In general, MI can occur at any age, but its incidence rises with age. The actual incidence is dependent upon predisposing risk factors for atherosclerosis, which are discussed below. Approximately 50% of all MI's in the US occur in people younger than 65 years of age. However, in the future, as demographics shift and the mean age of the population increases, a larger percentage of patients presenting with MI will be older than 65 years
OBJECTIVES OF THE STUDY
The main reason and purpose student nurses conduct care study and exposure in the clinical area is for them to identify problems encountered by the clients; this is one of their tools of learning knowledgeably and skillfully. We, as health care providers, it is indeed our vocation to adjoined hands w/ the health team for the promotion of wellness of our clients. Our main objectives for this study are the following: • • • • To identify the chief complaints and admitting diagnosis of our patient so that we can give specific nursing interventions. To determine the family and personal health history of our patient that may affect present health condition To identify the cause and effect of the main problem through a correct analysis of the pathophysiology of the case. To determine the medical management given through identifying the significant implication of the laboratory and diagnostic examinations ordered as well as the medical orders and its rationale. • • To make a nursing care plan for the different health problems encountered by the client. To establish an ideal plan of care for a specific diagnosis or problem of the client.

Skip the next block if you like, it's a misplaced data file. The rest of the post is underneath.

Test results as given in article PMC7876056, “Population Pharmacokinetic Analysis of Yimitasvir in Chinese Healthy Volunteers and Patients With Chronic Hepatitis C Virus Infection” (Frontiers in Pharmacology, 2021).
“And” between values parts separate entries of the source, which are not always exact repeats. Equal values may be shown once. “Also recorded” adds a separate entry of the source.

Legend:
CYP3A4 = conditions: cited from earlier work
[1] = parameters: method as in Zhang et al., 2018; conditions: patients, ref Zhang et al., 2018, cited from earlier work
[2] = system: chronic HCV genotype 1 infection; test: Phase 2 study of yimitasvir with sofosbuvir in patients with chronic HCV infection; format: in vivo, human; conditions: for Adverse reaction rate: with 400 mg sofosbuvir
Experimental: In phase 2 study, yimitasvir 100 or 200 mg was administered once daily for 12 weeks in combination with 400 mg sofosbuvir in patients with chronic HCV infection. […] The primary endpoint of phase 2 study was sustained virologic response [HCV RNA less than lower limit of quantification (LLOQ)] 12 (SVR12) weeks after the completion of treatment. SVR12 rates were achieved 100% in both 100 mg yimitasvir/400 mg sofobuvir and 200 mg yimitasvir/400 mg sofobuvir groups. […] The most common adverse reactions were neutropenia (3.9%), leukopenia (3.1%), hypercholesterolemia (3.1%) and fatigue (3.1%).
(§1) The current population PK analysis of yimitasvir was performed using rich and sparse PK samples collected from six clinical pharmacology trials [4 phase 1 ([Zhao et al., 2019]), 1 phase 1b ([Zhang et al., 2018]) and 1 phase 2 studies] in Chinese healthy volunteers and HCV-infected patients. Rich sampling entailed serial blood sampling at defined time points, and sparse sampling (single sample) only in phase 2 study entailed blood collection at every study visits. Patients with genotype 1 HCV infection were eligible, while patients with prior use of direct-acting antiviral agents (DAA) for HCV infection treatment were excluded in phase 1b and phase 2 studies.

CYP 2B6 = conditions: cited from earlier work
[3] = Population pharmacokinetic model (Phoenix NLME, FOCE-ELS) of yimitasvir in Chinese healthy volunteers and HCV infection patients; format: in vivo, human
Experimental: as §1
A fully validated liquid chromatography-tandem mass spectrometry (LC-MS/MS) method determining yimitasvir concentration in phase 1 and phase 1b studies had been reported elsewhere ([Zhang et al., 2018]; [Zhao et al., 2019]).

4 • • • To evaluate the effectiveness of the actual nursing care plan that was established. To impart health teachings to the client giving emphasis on his medications, exercises, treatment, out- patient follow- up and diet To give referrals and follow-up for the health promotion of the client.
In general, this study aims to enhance the skills and knowledge of the students in providing holistic care to the patient. Students logically search further knowledge in order to attain the desired goal and intervention for the wellness of the patient. C.) SCOPE AND LIMITATION
Prior to the day of duty, the group has already chosen a patient for care study. They performed a physical assessment to the patient to properly identify the nursing problems, which require necessary and direct interventions and medical regimen. The study on medications and doctor’s order were limited to our chosen patient The preventive care and anticipatory guidance are integral to nursing practice. Thus, this care study focuses on the particular case of the patient. Since the patient’s diagnosis is more on cardiovascular disease, the group has focused on acute myocardial infarction as one of his admitting diagnosis. However, the group did not just limit the interventions on monitoring cardiac activity of the patient. Any symptoms and unusualties were kept watch and monitored. Any Referrals and follow-up, so as with the nursing management were fully granted and analyzed for the said case. Supposedly, this case study should be focused on Gynecology concept but due to the unavailability and presence of gyne patient in Cagayan de Oro Polymeric General Hospital, the concept is focused on medical from Station 7.